Friday, September 16, 2011

Another day in the CAS Croft Preserve....

I have been spending quite a bit of time in our Croft Preserve in Goshen this past summer since I'm in the process of updating our conservation and management plan for the preserve and we're also gearing up to do some habitat management work. Of course, we would like to do things right and we base our conservation and management decisions on thorough survey data and careful assessments of habitat quality. Especially in a place that supports some of the nicest forest habitat imaginable in Connecticut: 700 acres of relatively untouched woodland surrounded by thousands of additional acres of forest, there are hardly any invasive plants in the preserve, the forest is not overrun with unsustainable numbers of White-tailed Deer (instead we have Moose, Black Bear, Bobcat and lots of American Porcupines) and tucked away in these hundreds of acres of forest are additional microhabitats that support their own diversity of species. Connecticut Audubon Society currently manages about 12% of the preserve's habitat to promote early successional habitat types, such as shrubland and young forest, while the remainder is maintained as mature woodland. These managed areas now provide great habitat for other species that have become quite uncommon in the state, such as Ruffed Grouse.
A view of the 16-acre beaver marsh at the CAS Croft Preserve
This isolated wetland is a major breeding ground for Hooded Mergansers and Wood Ducks The shallow, boggy areas where cold-water streams enter the marsh are home to several unusual dragonfly species. This is a female Band-winged Meadowhawk (Sympetrum semicinctum)

Green-striped Darners (Aeshna verticalis) are fairly common in the preserve's bogs and marshes

Ongoing survey and monitoring work in the preserve has given me a wealth of information on how wildlife uses the various habitat types within the preserve, how populations of conservation priority species are faring in their preferred habitats and - most importantly - if our habitat management and conservation strategies are working to improve the living conditions and numbers of our target species.

View of the rugged terrain in most of the woodland. Note the Rock Polypody Ferns (Polypodium vulgare) growing on the boulder in the foreground.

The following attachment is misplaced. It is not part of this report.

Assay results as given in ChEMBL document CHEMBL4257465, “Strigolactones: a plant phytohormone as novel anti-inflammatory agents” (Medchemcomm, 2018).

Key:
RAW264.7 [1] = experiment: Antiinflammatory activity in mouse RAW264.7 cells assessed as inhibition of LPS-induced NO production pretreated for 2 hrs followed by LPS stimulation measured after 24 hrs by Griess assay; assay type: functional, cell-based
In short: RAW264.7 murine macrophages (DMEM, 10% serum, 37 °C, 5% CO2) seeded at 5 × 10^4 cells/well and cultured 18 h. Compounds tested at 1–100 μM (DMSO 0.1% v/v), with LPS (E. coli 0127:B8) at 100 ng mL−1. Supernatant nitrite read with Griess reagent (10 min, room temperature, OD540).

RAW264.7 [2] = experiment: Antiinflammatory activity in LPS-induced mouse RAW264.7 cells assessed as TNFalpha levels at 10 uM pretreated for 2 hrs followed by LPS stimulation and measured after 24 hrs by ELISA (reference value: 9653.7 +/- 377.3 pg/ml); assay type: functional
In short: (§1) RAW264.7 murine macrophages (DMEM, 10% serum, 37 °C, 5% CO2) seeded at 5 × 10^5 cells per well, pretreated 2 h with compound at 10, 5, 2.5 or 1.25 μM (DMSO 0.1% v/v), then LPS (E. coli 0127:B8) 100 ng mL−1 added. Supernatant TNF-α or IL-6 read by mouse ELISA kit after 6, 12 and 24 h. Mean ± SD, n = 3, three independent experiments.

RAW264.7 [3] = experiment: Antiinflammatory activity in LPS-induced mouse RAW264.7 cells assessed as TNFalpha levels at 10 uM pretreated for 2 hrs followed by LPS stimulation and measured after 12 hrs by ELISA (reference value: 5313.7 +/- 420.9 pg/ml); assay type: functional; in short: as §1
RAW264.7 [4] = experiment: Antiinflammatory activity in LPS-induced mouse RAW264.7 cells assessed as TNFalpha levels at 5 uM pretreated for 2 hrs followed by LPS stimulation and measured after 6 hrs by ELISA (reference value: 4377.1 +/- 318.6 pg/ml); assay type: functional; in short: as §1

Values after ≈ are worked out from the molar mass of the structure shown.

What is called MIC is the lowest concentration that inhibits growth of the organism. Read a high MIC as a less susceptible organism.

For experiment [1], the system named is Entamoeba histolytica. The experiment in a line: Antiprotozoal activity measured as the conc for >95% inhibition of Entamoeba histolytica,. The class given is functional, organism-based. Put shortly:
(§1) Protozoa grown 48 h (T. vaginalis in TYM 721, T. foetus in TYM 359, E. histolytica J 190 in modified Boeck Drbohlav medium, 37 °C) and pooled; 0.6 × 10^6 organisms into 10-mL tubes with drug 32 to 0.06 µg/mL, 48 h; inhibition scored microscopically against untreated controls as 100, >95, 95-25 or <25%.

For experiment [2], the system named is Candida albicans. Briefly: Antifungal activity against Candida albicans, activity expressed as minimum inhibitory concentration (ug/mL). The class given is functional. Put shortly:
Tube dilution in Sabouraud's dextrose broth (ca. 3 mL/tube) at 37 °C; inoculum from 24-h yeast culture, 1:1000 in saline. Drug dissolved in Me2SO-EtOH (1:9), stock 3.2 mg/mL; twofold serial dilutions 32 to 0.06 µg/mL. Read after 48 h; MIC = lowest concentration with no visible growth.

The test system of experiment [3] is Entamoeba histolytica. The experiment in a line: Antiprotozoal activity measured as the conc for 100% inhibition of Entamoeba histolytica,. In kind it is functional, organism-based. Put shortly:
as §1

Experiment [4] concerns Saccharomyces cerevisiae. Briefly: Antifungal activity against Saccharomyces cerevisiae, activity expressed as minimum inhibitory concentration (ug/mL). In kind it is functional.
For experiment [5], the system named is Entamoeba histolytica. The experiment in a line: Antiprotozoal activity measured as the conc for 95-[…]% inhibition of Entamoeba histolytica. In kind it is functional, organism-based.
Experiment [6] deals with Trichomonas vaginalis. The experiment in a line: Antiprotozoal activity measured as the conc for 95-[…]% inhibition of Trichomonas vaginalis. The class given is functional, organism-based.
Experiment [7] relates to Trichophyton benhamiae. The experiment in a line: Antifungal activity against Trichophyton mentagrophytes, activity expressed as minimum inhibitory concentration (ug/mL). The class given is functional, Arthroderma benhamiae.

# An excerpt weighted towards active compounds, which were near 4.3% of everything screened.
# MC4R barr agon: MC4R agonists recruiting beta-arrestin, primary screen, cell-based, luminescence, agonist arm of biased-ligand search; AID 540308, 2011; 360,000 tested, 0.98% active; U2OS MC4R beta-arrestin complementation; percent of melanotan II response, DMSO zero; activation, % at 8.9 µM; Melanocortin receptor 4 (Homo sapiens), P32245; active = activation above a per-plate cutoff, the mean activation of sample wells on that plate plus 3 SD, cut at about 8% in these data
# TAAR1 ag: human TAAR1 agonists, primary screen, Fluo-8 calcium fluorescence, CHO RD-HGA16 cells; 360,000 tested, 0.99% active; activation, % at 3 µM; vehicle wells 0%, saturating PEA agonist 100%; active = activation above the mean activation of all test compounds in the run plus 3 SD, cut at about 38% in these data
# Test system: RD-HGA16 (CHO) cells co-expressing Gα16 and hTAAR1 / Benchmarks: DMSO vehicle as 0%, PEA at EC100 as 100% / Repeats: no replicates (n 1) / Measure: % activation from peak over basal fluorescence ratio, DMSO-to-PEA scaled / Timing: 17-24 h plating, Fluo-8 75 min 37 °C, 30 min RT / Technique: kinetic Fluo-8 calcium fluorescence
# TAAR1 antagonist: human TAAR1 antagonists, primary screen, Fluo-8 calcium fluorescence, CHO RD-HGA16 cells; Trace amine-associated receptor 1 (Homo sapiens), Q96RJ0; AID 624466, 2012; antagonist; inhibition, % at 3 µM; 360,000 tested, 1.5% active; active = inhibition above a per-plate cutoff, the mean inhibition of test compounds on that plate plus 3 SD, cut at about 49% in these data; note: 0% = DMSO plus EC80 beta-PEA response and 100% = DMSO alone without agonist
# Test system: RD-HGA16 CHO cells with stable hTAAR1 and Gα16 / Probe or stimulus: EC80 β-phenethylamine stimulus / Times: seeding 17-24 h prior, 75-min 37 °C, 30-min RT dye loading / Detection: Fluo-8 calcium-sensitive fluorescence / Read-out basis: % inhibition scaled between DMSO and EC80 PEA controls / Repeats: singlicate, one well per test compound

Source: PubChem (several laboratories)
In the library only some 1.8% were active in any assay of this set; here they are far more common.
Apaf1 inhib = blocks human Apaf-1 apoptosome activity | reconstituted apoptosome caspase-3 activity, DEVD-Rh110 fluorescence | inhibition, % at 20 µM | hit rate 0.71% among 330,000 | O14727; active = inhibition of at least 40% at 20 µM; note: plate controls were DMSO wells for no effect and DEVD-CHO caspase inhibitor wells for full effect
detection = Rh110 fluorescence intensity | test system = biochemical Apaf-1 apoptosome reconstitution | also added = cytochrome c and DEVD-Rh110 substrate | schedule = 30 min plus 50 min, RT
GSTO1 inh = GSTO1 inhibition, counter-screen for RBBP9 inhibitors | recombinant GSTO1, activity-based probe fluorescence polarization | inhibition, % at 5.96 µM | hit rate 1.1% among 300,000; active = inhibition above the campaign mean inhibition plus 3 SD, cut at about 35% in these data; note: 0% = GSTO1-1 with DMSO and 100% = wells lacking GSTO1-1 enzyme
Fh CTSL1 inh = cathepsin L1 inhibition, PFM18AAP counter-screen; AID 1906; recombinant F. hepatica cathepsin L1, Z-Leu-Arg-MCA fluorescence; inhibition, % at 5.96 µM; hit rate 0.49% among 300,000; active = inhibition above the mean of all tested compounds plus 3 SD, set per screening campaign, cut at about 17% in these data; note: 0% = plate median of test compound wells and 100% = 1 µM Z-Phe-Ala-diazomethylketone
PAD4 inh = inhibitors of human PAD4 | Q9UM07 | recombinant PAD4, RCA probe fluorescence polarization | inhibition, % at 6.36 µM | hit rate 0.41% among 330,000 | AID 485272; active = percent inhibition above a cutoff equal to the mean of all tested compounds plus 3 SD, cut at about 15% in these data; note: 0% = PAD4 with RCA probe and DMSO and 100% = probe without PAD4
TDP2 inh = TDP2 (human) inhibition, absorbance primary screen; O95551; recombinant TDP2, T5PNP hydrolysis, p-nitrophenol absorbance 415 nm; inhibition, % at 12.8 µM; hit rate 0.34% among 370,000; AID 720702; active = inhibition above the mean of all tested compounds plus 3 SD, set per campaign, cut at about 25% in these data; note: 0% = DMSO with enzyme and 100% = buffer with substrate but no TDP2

This past Wednesday I spent much of the day getting shredded as I desperately attempted to wade through acres of chest-deep blackberry bushes in the 5-6 year old managed areas that still needed to be mapped with GPS. Even though that part of the job never gets more enjoyable or less painful, just walking around I am always in awe by the overall beauty of the preserve and its seemingly endless biodiversity. During every visit to the Croft Preserve I encounter something that instantly makes me forget the painful thorns and water-filled hiking boots that come with the territory. This day was no exception, and mere minutes before I reached my car to leave the preserve I was treated to a brief glimpse of a Connecticut Warbler. It flushed out of the tall grass in the overgrown forest road I was hiking on and sat on a nearby branch for a few seconds, as it flitted about in an agitated manner. I happened to have my camera around my neck and managed to get a few record shots in before the bird took off into the underbrush. Unfortunately, I had a wide-angle lens on my camera, since I was photographing some of the different habitats and the first signs of fall in the area, so the pictures had to be cropped extensively to show the bird. Nevertheless, I wanted to share with you this image of a rarely seen bird in CT. And I'll throw in some of the other pictures I took that day for good measure, so you can see for yourself that our Croft Preserve is quite a place!

Signs that the area looked quite differently a century or so ago can be seen throughout the preserve

The stone wall adjacent to these giant boulders surrounds a spring to form an artificial basin that undoubtedly was used as a drinking trough for cattle in historic times...

...and the spring still runs!

Signs of fall are becoming increasingly visible

A dazzling variety of colorful mushrooms can be seen throughout the preserve

Record shot of a first winter Connecticut Warbler found on 9/14/2011. I found another Connecticut Warbler in one of our management areas in Croft Preserve on 10/9/2008.

Twan Leenders
Conservation Biologist

Photos © Twan Leenders

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